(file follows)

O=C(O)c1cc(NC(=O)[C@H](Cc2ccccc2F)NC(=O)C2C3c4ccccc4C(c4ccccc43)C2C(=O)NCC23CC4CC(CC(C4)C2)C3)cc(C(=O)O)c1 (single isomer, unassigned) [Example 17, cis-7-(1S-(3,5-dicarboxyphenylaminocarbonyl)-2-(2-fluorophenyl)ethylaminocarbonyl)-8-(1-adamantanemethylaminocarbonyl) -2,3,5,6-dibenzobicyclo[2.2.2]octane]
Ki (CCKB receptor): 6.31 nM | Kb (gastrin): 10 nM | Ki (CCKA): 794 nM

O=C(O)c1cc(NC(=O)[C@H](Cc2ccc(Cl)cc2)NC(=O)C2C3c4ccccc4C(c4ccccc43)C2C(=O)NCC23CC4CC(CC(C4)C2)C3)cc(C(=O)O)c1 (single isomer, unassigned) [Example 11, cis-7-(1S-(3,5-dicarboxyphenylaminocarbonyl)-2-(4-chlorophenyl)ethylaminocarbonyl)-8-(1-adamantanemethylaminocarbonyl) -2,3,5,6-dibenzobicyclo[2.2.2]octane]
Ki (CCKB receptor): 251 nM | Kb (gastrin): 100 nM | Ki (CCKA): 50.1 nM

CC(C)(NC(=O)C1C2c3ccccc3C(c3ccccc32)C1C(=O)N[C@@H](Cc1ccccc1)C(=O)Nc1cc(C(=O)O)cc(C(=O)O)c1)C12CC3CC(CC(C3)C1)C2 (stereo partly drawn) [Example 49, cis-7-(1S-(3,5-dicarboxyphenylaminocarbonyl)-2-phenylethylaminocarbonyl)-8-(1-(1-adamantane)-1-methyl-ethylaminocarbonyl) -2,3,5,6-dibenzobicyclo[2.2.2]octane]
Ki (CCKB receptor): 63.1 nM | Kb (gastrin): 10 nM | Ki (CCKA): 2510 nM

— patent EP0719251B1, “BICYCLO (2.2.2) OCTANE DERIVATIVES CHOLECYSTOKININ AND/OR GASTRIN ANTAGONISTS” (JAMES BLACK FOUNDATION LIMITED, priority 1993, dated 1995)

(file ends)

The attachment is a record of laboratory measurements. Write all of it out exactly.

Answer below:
O=C(O)c1cc(NC(=O)[C@H](Cc2ccccc2F)NC(=O)C2C3c4ccccc4C(c4ccccc43)C2C(=O)NCC23CC4CC(CC(C4)C2)C3)cc(C(=O)O)c1 (single isomer, unassigned) [Example 17, cis-7-(1S-(3,5-dicarboxyphenylaminocarbonyl)-2-(2-fluorophenyl)ethylaminocarbonyl)-8-(1-adamantanemethylaminocarbonyl) -2,3,5,6-dibenzobicyclo[2.2.2]octane]
Ki (CCKB receptor): 6.31 nM | Kb (gastrin): 10 nM | Ki (CCKA): 794 nM

O=C(O)c1cc(NC(=O)[C@H](Cc2ccc(Cl)cc2)NC(=O)C2C3c4ccccc4C(c4ccccc43)C2C(=O)NCC23CC4CC(CC(C4)C2)C3)cc(C(=O)O)c1 (single isomer, unassigned) [Example 11, cis-7-(1S-(3,5-dicarboxyphenylaminocarbonyl)-2-(4-chlorophenyl)ethylaminocarbonyl)-8-(1-adamantanemethylaminocarbonyl) -2,3,5,6-dibenzobicyclo[2.2.2]octane]
Ki (CCKB receptor): 251 nM | Kb (gastrin): 100 nM | Ki (CCKA): 50.1 nM

CC(C)(NC(=O)C1C2c3ccccc3C(c3ccccc32)C1C(=O)N[C@@H](Cc1ccccc1)C(=O)Nc1cc(C(=O)O)cc(C(=O)O)c1)C12CC3CC(CC(C3)C1)C2 (stereo partly drawn) [Example 49, cis-7-(1S-(3,5-dicarboxyphenylaminocarbonyl)-2-phenylethylaminocarbonyl)-8-(1-(1-adamantane)-1-methyl-ethylaminocarbonyl) -2,3,5,6-dibenzobicyclo[2.2.2]octane]
Ki (CCKB receptor): 63.1 nM | Kb (gastrin): 10 nM | Ki (CCKA): 2510 nM

— patent EP0719251B1, “BICYCLO (2.2.2) OCTANE DERIVATIVES CHOLECYSTOKININ AND/OR GASTRIN ANTAGONISTS” (JAMES BLACK FOUNDATION LIMITED, priority 1993, dated 1995)